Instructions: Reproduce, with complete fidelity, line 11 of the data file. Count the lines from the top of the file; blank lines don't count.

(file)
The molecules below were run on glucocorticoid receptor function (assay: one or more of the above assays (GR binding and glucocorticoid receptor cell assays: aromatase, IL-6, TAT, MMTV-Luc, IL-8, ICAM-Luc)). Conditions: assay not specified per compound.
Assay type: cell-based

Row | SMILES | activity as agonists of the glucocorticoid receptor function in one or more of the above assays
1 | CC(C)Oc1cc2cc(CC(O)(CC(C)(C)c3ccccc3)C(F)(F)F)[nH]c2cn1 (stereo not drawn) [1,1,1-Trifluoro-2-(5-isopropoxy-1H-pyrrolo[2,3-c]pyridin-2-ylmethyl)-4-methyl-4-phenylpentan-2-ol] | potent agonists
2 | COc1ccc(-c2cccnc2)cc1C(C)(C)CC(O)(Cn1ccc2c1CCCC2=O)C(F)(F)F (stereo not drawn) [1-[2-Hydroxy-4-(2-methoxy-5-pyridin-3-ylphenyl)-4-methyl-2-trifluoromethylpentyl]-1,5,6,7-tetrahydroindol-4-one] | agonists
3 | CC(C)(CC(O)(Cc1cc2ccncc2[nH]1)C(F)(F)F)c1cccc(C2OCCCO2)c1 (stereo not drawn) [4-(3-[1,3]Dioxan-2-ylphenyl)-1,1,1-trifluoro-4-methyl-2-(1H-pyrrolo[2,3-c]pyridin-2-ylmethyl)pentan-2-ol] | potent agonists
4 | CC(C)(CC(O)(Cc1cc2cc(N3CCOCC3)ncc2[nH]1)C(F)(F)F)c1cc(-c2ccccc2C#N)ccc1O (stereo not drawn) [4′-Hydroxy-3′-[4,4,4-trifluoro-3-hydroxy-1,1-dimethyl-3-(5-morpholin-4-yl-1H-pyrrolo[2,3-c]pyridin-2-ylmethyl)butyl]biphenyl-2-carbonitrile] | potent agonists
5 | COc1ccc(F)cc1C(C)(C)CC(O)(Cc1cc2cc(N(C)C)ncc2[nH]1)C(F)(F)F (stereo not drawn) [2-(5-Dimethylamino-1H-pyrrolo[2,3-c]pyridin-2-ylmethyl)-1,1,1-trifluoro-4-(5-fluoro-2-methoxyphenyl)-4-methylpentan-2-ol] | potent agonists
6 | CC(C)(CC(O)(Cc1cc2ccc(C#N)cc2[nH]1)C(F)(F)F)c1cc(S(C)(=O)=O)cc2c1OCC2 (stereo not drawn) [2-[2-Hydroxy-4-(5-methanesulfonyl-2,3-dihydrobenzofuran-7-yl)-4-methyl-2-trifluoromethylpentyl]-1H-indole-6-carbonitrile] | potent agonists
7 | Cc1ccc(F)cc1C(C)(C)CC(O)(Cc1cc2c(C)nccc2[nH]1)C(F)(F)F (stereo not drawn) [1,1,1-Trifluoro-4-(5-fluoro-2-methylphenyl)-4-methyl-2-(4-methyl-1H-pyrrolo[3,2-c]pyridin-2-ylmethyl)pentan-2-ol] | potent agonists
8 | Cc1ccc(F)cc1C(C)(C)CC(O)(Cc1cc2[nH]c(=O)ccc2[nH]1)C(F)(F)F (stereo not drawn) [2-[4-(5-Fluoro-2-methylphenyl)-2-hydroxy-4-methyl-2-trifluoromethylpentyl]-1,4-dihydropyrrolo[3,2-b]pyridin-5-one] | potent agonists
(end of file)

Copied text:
8 | Cc1ccc(F)cc1C(C)(C)CC(O)(Cc1cc2[nH]c(=O)ccc2[nH]1)C(F)(F)F (stereo not drawn) [2-[4-(5-Fluoro-2-methylphenyl)-2-hydroxy-4-methyl-2-trifluoromethylpentyl]-1,4-dihydropyrrolo[3,2-b]pyridin-5-one] | potent agonists